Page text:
• Still my unrelenting need to be busy all the time, to occupy myself, to be always planning for tomorrow, to fill every minute with some activity, to seek distraction rather than quiet. Give me the grace to sit in a quiet that lets me savor a sunset and actually taste the water I’m drinking.
• Still the disappointment that comes with age. Soothe the unacknowledged anger I feel from not achieving much of what I’ve wanted in life, the failure that I feel in the face of all that I’ve left untried and unfinished. Still in me the bitterness that comes from failure. Save me from the jealousy that comes unbidden as I begrudgingly accept the limits of my life. Give me the grace to accept what circumstance and failure have dealt me.
• Still in me the fear of my own shadow, the fear I feel in the face of the powerful, dark forces that unconsciously threaten me. Give me the courage to face my darkness as well as my luminosity. Give me the grace to not be fearful before my own complexity.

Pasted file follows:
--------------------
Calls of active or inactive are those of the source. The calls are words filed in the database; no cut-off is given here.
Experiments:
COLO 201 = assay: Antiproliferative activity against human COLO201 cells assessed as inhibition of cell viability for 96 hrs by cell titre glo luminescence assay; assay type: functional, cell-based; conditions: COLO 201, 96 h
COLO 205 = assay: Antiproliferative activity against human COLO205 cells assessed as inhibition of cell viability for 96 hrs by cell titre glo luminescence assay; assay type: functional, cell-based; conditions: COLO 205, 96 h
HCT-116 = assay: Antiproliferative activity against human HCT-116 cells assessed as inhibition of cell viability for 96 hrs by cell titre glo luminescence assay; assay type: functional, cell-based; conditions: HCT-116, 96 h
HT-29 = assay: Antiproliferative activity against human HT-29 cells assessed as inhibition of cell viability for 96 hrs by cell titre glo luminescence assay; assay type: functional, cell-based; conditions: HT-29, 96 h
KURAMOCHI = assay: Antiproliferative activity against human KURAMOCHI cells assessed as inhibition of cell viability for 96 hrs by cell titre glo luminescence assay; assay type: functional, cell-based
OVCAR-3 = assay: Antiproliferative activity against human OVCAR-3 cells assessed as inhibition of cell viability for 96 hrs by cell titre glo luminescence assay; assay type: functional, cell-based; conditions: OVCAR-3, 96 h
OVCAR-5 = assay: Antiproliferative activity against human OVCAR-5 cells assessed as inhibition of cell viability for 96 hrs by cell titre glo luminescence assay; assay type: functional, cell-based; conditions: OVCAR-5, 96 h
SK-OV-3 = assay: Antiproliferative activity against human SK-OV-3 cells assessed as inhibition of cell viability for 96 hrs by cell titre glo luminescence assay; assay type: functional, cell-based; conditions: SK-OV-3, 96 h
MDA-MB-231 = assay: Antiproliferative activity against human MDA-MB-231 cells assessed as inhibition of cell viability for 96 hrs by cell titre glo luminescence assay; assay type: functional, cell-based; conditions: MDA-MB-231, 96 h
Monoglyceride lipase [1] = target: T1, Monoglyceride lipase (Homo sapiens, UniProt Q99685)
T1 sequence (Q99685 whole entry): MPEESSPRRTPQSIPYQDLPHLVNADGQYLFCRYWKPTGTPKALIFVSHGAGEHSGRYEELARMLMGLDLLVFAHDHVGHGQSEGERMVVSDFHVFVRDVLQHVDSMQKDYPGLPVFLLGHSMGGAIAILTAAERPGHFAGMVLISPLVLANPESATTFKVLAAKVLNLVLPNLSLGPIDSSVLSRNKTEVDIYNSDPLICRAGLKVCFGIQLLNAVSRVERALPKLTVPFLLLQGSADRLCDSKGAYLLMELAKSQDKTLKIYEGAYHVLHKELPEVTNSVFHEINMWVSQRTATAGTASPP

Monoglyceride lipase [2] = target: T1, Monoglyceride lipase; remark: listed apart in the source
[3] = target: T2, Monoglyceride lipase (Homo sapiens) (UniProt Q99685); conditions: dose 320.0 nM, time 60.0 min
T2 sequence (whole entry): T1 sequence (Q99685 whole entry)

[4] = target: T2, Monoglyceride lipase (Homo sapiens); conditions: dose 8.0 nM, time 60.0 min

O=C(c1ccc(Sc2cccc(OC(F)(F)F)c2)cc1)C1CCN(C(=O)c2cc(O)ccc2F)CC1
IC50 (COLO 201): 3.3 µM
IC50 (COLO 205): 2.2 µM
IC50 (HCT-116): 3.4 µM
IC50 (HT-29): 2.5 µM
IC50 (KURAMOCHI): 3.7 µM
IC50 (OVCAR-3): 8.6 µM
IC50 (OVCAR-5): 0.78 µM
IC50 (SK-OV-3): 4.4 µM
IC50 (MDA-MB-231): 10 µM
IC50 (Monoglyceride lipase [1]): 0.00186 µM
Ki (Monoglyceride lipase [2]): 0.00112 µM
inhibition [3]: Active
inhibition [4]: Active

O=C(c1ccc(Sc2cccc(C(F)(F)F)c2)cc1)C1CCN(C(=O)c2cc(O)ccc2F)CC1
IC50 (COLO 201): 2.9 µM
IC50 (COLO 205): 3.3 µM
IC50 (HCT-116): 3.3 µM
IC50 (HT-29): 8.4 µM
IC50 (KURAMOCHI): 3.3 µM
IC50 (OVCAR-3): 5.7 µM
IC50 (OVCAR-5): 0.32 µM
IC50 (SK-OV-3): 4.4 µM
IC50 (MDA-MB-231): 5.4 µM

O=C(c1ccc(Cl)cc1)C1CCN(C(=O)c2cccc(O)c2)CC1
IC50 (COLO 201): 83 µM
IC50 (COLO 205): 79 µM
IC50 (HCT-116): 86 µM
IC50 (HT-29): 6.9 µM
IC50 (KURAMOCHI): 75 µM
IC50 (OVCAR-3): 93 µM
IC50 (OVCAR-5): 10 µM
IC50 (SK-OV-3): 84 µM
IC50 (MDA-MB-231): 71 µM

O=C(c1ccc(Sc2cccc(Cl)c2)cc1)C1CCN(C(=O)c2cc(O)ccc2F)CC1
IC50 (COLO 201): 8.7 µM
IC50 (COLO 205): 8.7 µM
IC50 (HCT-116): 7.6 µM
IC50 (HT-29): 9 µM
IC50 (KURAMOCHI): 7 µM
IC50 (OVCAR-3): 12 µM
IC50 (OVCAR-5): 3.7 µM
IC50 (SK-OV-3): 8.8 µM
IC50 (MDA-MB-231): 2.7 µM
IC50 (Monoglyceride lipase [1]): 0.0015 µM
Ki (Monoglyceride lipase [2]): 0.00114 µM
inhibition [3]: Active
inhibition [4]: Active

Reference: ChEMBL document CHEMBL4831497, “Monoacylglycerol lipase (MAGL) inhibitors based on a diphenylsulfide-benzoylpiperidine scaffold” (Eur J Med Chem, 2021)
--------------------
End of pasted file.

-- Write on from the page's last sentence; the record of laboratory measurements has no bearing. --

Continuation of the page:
• Still in me the congenital fear that I’m unloved, that I’m unlovable, that love has to be earned, that I need to be more worthy. Silence in me the nagging suspicion that I’m forever missing out, that I’m odd, an outsider, that things are unfair, and that I’m not being respected and recognized for who I am. Give me the grace to know that I’m a beloved child of a God whose love need not be earned.
• Still in me my false fear of you, my propensity for a misguided piety, my need to treat you like a distant and feared dignitary rather than as a warm friend. Give me the grace to relate to you in a robust way, as a trusted friend with whom I can jest, wrestle, and relate to in humor and intimacy.